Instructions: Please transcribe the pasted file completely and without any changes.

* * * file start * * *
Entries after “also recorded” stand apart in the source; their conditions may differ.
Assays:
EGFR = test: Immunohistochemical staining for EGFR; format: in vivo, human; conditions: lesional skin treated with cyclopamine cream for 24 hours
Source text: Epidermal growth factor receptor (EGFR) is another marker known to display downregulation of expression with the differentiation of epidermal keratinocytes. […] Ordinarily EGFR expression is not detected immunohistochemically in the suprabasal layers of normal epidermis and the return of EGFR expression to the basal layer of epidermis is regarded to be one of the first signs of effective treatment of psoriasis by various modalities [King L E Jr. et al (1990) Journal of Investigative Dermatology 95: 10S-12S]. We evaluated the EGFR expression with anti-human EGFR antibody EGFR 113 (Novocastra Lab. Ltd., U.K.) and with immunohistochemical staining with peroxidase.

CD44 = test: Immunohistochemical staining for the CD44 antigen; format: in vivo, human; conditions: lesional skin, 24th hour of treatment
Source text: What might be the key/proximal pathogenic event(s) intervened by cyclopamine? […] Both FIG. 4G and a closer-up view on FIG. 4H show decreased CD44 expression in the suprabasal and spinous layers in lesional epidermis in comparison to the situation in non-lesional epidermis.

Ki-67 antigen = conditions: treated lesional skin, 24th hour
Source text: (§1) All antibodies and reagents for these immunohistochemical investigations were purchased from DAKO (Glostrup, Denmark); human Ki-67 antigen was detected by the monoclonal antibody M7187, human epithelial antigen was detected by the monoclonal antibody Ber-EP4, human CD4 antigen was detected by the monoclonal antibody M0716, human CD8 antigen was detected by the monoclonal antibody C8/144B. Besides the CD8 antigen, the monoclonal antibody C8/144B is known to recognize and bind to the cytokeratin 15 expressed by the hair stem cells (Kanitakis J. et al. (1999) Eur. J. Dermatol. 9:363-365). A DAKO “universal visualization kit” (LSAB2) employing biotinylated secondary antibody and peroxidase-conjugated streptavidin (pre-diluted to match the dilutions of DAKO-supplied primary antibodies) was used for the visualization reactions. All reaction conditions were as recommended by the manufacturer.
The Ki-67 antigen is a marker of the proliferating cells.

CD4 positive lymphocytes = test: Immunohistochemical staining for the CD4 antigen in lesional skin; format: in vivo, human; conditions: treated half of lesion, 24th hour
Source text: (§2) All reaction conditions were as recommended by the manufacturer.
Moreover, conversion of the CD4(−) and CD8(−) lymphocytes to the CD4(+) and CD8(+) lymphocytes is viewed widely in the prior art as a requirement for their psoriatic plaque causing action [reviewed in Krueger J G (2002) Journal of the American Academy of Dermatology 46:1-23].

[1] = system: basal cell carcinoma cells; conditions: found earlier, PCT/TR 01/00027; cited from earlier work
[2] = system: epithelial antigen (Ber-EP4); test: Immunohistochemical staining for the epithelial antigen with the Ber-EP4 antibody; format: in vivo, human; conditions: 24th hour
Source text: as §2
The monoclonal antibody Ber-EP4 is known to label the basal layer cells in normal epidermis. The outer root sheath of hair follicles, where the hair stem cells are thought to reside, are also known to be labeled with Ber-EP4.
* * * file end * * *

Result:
Entries after “also recorded” stand apart in the source; their conditions may differ.
Assays:
EGFR = test: Immunohistochemical staining for EGFR; format: in vivo, human; conditions: lesional skin treated with cyclopamine cream for 24 hours
Source text: Epidermal growth factor receptor (EGFR) is another marker known to display downregulation of expression with the differentiation of epidermal keratinocytes. […] Ordinarily EGFR expression is not detected immunohistochemically in the suprabasal layers of normal epidermis and the return of EGFR expression to the basal layer of epidermis is regarded to be one of the first signs of effective treatment of psoriasis by various modalities [King L E Jr. et al (1990) Journal of Investigative Dermatology 95: 10S-12S]. We evaluated the EGFR expression with anti-human EGFR antibody EGFR 113 (Novocastra Lab. Ltd., U.K.) and with immunohistochemical staining with peroxidase.

CD44 = test: Immunohistochemical staining for the CD44 antigen; format: in vivo, human; conditions: lesional skin, 24th hour of treatment
Source text: What might be the key/proximal pathogenic event(s) intervened by cyclopamine? […] Both FIG. 4G and a closer-up view on FIG. 4H show decreased CD44 expression in the suprabasal and spinous layers in lesional epidermis in comparison to the situation in non-lesional epidermis.

Ki-67 antigen = conditions: treated lesional skin, 24th hour
Source text: (§1) All antibodies and reagents for these immunohistochemical investigations were purchased from DAKO (Glostrup, Denmark); human Ki-67 antigen was detected by the monoclonal antibody M7187, human epithelial antigen was detected by the monoclonal antibody Ber-EP4, human CD4 antigen was detected by the monoclonal antibody M0716, human CD8 antigen was detected by the monoclonal antibody C8/144B. Besides the CD8 antigen, the monoclonal antibody C8/144B is known to recognize and bind to the cytokeratin 15 expressed by the hair stem cells (Kanitakis J. et al. (1999) Eur. J. Dermatol. 9:363-365). A DAKO “universal visualization kit” (LSAB2) employing biotinylated secondary antibody and peroxidase-conjugated streptavidin (pre-diluted to match the dilutions of DAKO-supplied primary antibodies) was used for the visualization reactions. All reaction conditions were as recommended by the manufacturer.
The Ki-67 antigen is a marker of the proliferating cells.

CD4 positive lymphocytes = test: Immunohistochemical staining for the CD4 antigen in lesional skin; format: in vivo, human; conditions: treated half of lesion, 24th hour
Source text: (§2) All reaction conditions were as recommended by the manufacturer.
Moreover, conversion of the CD4(−) and CD8(−) lymphocytes to the CD4(+) and CD8(+) lymphocytes is viewed widely in the prior art as a requirement for their psoriatic plaque causing action [reviewed in Krueger J G (2002) Journal of the American Academy of Dermatology 46:1-23].

[1] = system: basal cell carcinoma cells; conditions: found earlier, PCT/TR 01/00027; cited from earlier work
[2] = system: epithelial antigen (Ber-EP4); test: Immunohistochemical staining for the epithelial antigen with the Ber-EP4 antibody; format: in vivo, human; conditions: 24th hour
Source text: as §2
The monoclonal antibody Ber-EP4 is known to label the basal layer cells in normal epidermis. The outer root sheath of hair follicles, where the hair stem cells are thought to reside, are also known to be labeled with Ber-EP4.